Truly creative people tend not to be motivated by money. That’s why so few of us have any. The riches we crave are acknowledgment and appreciation of the ideas that we have and the things that we make. A simple but sincere “That’s quite good.” from someone who’s opinion we respect (usually a fellow artisan) is worth infinitely more than any pay-rise or bonus.

I consider myself a creative person. Most of my working life (and even much more before that) was focused on using my creative talents to solve electrical engineering, software and information systems problems. Most recently my creative energies have been channeled through my writing ( this blog ) and my photography. I think the phrase ( lifted[fusion_builder_container hundred_percent=”yes” overflow=”visible”][fusion_builder_row][fusion_builder_column type=”1_1″ background_position=”left top” background_color=”” border_size=”” border_color=”” border_style=”solid” spacing=”yes” background_image=”” background_repeat=”no-repeat” padding=”” margin_top=”0px” margin_bottom=”0px” class=”” id=”” animation_type=”” animation_speed=”0.3″ animation_direction=”left” hide_on_mobile=”no” center_content=”no” min_height=”none”][^1] from [Linds Redding’s longform blog post](http://www.lindsredding.com/2012/03/11/a-overdue-lesson-in-perspective/) ) is quite fitting for how I feel when I’m doing work that I’m passionate about.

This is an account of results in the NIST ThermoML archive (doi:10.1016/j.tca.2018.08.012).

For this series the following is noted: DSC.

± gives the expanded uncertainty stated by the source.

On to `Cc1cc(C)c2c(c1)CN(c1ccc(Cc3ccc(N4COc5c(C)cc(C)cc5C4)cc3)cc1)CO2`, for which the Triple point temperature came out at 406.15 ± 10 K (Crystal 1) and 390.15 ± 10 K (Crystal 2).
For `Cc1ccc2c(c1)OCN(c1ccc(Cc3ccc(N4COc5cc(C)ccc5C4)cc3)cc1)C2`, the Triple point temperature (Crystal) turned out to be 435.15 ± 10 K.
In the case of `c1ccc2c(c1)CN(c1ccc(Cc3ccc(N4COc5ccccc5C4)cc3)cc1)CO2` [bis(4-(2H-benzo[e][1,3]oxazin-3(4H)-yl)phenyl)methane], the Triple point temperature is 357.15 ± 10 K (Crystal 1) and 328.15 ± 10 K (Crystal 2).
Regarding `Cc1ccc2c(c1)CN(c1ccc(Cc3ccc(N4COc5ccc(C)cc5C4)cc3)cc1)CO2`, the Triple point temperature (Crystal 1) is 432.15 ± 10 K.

[^1]: I found the link to the post via [Jorge Qinteros](http://jorgeq.com/jorgeqfolio/2012/12/31/n0wowzqfd6glld1ya2ilikvsxvvz5s).[/fusion_builder_column][/fusion_builder_row][/fusion_builder_container]